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Blend all ingredients.

Blend all ingredients until smooth. If you prefer a chunkier granita, stop blending before all of the pieces are pulverized.

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Pour into shallow dish.

Select a shallow dish to pour your mixture into. A glass, oven-safe container is usually a good choice. Pour the slurry into the dish. Cover with plastic wrap and place in a stable spot in your freezer for about 3 hours. Freezers will vary.

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Stir the frozen mixture.

After the time is up, check on your frozen creation. It should not be frozen solid but be somewhat firm. Using a fork, scrape the frozen slush to make the granita. If it seems too firm, just let it sit for a bit until it is workable.

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Serve it up!

After you have scraped up enough granita, spoon the dessert into glasses or pretty dishes. Garnish with mint or lemon balm leaves if you like. This recipe makes 4-5 servings. Keep any remaining granita in the freezer. Mixture will freeze solid, so plan enough time for thawing if you want to serve any left over portions.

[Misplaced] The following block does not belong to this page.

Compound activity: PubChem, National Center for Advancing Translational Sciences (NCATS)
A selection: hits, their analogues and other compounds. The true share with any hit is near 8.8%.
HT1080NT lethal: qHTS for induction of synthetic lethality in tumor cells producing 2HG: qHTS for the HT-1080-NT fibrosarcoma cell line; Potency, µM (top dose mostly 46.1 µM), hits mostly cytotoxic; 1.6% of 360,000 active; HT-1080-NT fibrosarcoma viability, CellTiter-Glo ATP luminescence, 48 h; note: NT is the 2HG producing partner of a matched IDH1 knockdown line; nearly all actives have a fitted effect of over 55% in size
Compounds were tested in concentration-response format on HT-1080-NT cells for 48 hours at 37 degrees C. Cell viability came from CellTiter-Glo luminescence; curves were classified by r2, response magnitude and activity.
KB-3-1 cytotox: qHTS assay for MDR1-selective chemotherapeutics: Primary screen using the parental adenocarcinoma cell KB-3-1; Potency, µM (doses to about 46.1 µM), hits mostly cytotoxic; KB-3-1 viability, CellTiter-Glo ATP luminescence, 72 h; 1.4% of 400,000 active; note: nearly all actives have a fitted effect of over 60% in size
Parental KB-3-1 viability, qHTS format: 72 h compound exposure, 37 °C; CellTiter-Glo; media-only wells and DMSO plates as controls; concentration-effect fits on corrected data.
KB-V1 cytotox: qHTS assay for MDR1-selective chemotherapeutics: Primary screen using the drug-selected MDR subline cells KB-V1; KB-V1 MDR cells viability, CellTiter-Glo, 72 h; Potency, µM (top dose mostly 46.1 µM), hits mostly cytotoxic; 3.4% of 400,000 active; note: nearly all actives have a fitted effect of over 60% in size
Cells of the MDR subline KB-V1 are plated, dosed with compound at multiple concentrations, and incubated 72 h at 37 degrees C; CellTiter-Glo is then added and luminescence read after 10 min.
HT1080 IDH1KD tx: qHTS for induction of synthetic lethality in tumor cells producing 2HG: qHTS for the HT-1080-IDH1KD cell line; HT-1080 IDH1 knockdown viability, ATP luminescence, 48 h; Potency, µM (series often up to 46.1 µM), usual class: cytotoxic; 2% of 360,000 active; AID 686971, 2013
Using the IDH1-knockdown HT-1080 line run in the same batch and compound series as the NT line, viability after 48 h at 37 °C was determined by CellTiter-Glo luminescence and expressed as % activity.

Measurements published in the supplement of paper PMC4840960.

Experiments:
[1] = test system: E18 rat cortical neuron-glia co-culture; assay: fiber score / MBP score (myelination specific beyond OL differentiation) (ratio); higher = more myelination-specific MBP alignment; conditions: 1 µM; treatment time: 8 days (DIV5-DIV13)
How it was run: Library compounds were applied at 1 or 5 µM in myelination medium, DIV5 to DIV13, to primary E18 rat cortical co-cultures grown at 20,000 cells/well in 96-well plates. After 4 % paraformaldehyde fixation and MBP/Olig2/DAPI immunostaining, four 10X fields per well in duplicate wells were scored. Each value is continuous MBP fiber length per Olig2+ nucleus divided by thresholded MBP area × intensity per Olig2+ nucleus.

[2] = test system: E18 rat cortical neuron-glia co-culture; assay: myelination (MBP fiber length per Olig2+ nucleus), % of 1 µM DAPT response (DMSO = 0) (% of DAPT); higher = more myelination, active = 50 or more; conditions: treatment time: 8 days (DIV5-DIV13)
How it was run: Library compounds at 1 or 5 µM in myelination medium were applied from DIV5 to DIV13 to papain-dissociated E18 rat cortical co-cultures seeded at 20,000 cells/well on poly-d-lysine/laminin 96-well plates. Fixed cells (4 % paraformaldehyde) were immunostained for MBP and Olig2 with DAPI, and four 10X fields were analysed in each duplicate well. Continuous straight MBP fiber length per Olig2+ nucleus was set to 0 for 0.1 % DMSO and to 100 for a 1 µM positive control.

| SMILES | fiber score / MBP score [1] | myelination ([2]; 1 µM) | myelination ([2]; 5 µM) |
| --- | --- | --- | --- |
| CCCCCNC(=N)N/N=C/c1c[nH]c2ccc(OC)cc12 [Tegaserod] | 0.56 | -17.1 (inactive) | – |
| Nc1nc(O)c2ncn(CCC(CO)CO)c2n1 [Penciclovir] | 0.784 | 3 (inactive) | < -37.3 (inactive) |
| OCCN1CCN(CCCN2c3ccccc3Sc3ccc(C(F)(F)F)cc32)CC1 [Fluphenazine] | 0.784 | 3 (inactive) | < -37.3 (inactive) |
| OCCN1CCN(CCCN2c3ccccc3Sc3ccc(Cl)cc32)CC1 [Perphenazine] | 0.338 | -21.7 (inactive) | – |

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An elegant dessert!

There you have it! One healthy, vegan, gluten free, summertime dessert. It really is very refreshing. Even my pickiest eater loved it and ate every last drop. Try this easy summer recipe, I think you will really love it!

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As beautiful as it is tasty!

The garden has been slowly taking off. The flower beds are blooming right on time but the vegetable garden has been slow. My beets are still in the miniature stage. Chard is also behind. I have to attribute it to the very slow start we had with the weather. I’m continually surprised at the hope that I have for next years garden even when things don’t turn out like I planned this year. The peas are doing well. We eat them while we are tending the garden. I have a pea recipe in mind but they rarely make it to the house! I hope your garden is doing well. Thanks for checking out my recipe post this week here at Everlongardener! I really hope that you give it a try!

Hilary|Everlongardener

My Grandmothers Peonies

Flowers have always held different meanings. It is said the flowers have their very own language. Individual types of flowers mean different things to each of us. Flowers have always inspired poets and artists. A single flower can take us back to a special place or time. Some happy, some sad. For me, my grandmothers peonies do it every time.